Saturn’s moon Titan beholds vast seas and lakes brimming with liquid hydrocarbons, however what causes this has proven a secret. Using data from the joint NASA and European Space Agency (ESA) Cassini mission, a new study from NASA finds that the same process that creates caves and sinkholes on Earth may also be responsible for these ‘lakes’.
Titan is the only body in the Solar System besides Earth known to have liquid on its surface, observed by the Cassini spacecraft. There are other places in the Solar System that house vast volumes of water and a potential for life, like Jupiter’s moon Europa. However in those cases the water hides beneath an icy surface.
Due to Titan’s chilly surface temperatures of approximately -180 degrees Celsius, the lakes are predominantly filled by liquid methane and ethane rather than water. Cassini has discovered two types of lakes on Titan’s surface. The first describes great seas towards the poles spanning hundreds of kilometres across and up to several hundred metres deep, connected to rivers. The second, a number of smaller, shallower lakes in flatter areas of Titan as well as some empty basins.
While the seas are believed to be replenished by connected rivers, rainfall and liquids from underground feed the smaller lakes. Some lakes appear to run dry and then refill over the thirty-year seasonal cycle shared between Saturn and Titan. Though, how the indentations in Titan’s surface occurred in the first place was still a pressing question.
Mysteries of the universe may often be explained by examining Earth for answers. In this case, scientists observed that Titan’s seas are similar to karst landforms found on Earth – landscapes shaped when soluble rocks such as limestone and dolomite dissolve with rainfall or groundwater to eventually create sinkholes or caves as are found along the Puerto Princesa Underground River in the Philippines (pictured below).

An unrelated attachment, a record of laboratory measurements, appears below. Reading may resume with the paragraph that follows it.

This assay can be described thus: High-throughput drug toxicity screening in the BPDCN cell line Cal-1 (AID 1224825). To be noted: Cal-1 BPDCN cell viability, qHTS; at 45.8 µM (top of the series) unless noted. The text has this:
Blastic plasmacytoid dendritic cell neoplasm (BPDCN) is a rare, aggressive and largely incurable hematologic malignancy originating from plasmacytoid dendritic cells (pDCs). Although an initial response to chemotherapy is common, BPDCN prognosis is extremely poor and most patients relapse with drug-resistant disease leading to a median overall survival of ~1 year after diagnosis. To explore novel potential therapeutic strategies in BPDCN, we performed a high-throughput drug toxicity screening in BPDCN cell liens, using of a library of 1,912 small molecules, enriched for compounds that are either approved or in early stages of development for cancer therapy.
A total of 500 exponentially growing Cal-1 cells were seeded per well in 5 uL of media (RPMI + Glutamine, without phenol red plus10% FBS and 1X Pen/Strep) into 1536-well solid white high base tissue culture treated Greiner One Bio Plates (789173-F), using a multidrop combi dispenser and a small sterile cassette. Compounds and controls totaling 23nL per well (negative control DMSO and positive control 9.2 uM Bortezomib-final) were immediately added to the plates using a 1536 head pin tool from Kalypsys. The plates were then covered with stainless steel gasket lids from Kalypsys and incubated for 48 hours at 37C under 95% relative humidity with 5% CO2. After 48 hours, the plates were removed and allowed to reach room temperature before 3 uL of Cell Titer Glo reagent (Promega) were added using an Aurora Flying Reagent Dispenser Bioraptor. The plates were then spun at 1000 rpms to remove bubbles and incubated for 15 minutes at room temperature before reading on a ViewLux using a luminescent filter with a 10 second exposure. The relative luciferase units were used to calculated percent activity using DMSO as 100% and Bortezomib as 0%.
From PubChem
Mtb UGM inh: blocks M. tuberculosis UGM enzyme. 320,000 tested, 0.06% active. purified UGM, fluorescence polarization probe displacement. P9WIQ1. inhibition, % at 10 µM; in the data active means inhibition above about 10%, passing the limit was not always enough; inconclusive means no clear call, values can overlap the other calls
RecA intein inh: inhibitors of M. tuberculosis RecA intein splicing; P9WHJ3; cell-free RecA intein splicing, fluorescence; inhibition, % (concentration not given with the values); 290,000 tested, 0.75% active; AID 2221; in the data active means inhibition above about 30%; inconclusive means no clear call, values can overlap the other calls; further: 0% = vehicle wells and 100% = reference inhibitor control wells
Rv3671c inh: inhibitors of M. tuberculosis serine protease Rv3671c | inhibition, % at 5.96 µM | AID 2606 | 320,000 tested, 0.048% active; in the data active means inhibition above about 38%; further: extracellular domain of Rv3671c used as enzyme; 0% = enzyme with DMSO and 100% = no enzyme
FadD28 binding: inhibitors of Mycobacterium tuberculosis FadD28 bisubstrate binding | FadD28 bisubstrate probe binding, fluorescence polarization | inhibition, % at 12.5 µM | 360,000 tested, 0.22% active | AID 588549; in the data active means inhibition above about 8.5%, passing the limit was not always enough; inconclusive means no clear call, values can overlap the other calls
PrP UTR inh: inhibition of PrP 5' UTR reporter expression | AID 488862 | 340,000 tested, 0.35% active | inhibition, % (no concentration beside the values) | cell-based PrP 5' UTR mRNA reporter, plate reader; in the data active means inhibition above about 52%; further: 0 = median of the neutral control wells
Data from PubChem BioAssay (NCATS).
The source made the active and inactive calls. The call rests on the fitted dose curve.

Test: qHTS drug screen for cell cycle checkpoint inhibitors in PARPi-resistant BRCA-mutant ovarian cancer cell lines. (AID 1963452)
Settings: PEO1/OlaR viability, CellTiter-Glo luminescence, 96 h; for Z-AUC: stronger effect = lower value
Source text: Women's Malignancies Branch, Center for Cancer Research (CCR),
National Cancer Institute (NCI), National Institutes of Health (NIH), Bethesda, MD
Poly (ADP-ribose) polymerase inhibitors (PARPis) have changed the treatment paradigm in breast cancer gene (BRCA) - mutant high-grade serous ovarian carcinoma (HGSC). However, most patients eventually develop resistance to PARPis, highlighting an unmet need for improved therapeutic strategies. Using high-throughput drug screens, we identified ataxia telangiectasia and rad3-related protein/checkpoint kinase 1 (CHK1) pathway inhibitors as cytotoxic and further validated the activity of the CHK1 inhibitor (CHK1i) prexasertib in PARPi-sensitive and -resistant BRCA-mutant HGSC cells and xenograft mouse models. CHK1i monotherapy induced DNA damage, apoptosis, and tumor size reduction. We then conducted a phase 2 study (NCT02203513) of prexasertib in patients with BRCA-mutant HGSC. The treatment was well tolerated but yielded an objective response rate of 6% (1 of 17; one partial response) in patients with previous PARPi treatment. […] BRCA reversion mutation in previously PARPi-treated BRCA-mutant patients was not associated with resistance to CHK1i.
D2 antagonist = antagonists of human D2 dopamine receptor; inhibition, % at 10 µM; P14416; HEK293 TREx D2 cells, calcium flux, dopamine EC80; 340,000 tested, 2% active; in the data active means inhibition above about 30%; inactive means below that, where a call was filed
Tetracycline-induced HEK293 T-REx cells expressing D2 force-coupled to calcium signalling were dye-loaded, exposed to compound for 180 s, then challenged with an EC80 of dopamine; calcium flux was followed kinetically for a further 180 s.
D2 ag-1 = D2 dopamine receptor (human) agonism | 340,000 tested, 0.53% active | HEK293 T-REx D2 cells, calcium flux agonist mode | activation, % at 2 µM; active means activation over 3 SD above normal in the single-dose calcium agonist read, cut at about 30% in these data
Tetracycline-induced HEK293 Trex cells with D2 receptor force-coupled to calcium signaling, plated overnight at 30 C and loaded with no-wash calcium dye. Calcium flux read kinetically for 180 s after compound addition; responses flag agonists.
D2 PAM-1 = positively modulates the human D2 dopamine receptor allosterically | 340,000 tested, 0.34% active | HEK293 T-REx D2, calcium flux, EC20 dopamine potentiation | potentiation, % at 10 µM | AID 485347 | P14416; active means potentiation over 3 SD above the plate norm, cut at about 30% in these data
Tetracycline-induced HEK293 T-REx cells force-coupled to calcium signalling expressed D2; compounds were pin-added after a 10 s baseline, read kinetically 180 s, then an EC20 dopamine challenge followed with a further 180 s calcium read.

While Titan and Earth experience significantly different climate conditions, researchers at NASA believe the underlying process to be the same. A team lead by Thomas Cornet of the European Space Agency figured out that it may take roughly 50 million years to create a 100 metre-deep imprint in Titan’s rainier polar regions. This timing is consistent with the relatively young age of Titan’s surface.
“We compared the erosion rates of organics in liquid hydrocarbons on Titan with those of carbonate and evaporite minerals in liquid water on Earth,” explained Cornet. “We found that the dissolution process occurs on Titan some 30 times slower than on Earth due to the longer length of Titan’s year and the fact it only rains during Titan summer. Nonetheless, we believe that dissolution is a major cause of landscape evolution on Titan and [may] be the origin of its lakes.”
At latitudes approaching the equator the scientists calculated that 375 millions years may be necessary in order to form lakes, which makes sense given the absence of lakes around the equator. “Of course, there are a few uncertainties: The composition of Titan’s surface is [unconstrained], and neither are the long-term precipitation patterns, however our calculations are still consistent with the features we see today on Titan’s relatively youthful billion-year-old surface,” said Cornet.
Nicolas Altobelli, ESA’s Cassini project scientist, calls the study an “intriguing comparative glimpse” between Earth and a dynamic world floating through space more than a billion kilometres away. Scientists have even theorised the design of a cell membrane that might be capable of supporting methane-based life on Titan. This pushes the search for extraterrestrial life beyond the Sun’s minimal hospitable zone where cells might be based on methane, which has a colder freezing point than water. A scientist who worked on the study calls it, “the first concrete blueprint of life [unlike] we know it.”
What may be learned from Earth about the conditions necessary for life in the universe?